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Fifth Metatarsal Fracture

Enjoy the freedom of a pain-free, active lifestyle with help from our orthopedic specialists.

What is a fifth metatarsal fracture?

At OrthoArizona, metatarsal fractures are some of the most common fractures we see. We typically see several new patients per day with metatarsal fractures. Of all of the metatarsal fractures we see, fractures of the fifth metatarsal are by far the most common.

The fifth metatarsal can sustain a fracture (or break) in several different areas. The vast majority of fifth metatarsal fractures we see occur at the base of the fifth metatarsal compared to the shaft or neck of the metatarsal.

What causes fifth metatarsal fractures?

Causes include falls, direct blows, sports, motor vehicle accidents, bony stress overload, and twisting injuries with the latter being the most common cause. High-energy injuries tend to cause multiple metatarsal fractures and usually are not solely responsible for an isolated fifth metatarsal fracture.

Who gets fifth metatarsal fractures?

We see fifth metatarsal fractures in patients of all ages and activity levels but in our region they appear to occur most commonly in middle age or elderly females slightly more than other individuals. Some individuals may also have an anatomic predisposition to sustaining fifth metatarsal fractures. These patients normally have high arched feet and/or an alignment of the lower extremity that tends to load the outside part of their feet. Patients will sometimes be seen to have excessive wear of their shoes on the outer portion of the sole because of the pressure put on that part of the foot and shoe.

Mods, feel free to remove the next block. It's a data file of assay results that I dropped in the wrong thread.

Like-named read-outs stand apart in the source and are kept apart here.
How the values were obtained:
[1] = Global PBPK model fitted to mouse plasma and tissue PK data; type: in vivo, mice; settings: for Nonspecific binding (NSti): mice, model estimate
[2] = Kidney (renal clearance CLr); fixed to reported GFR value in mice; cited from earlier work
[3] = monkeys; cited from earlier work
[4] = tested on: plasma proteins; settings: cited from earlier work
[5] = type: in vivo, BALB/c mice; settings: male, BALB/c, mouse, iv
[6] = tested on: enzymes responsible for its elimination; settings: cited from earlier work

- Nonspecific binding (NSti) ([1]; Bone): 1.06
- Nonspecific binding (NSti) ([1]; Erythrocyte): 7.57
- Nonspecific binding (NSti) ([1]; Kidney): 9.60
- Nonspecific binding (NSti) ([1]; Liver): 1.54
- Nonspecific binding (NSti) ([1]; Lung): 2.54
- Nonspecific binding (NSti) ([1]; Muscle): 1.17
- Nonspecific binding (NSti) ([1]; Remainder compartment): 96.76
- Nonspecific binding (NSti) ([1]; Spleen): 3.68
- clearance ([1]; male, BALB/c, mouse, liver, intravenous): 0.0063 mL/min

What are the symptoms of a fifth metatarsal fracture?

The main complaint seen in our patients is pain, swelling to the outer half of the foot, and associated bruising which can sometimes be seen in an acute injury. Patients also may have difficulty walking secondary to pain in the foot. Some people may experience some tingling or numbness into the lesser toes if they have a significant amount of swelling, but actual nerve injury is rare.

How is a fifth metatarsal diagnosed?

General diagnosis considerations:

Physical exam and X-ray is usually all that is needed to diagnose a fifth metatarsal fracture. At OrthoArizona, advanced imaging such as CT scans or MRI are usually only ordered to diagnose 5th metatarsal fractures when history and physical exam is suspicious for fracture but X-rays are negative.

Location specific diagnostic considerations:

At OrthoArizona, we see three main types of fractures of the fifth metatarsal.

Avulsion Fractures (pseudo-Jones Fractures)

Fractures of the base of the metatarsal are often referred to as an avulsion fracture. Here, a small piece of bone is pulled off the metatarsal by a tendon or ligament/fascia during a twisting injury of the foot or ankle. This type of fracture is sometimes called a “pseudo-Jones” fracture. It is very important to distinguish this type of fracture from a Jones Fracture as their treatments and outcomes are quite different.

Fractures of the Watershed region (Jones Fracture)

Watershed region fractures, also referred to as Jones fractures, are less common in our practice. These fractures are normally caused by inversion or twisting motion in activities such as athletics. However, fractures in this area also may be caused by repetitive stress overload of the bone. The area that these fractures occur has a unique blood supply with watershed area. A watershed area means that the blood supply in this region comes from each end of the bone but terminates in this region leaving it with much poorer blood supply relative to the rest of the fifth metatarsal. The poor blood supply may decrease the bones ability to heal compared to fractures in other regions of the bone.

We have seen a lot of confusion in the community regarding pseudo-Jones and Jones fracture. It is very important to get a proper diagnosis so proper treatment can be initiated. This is one area we strongly feel an opinion of a specialist is warranted!

Neck or Shaft Fractures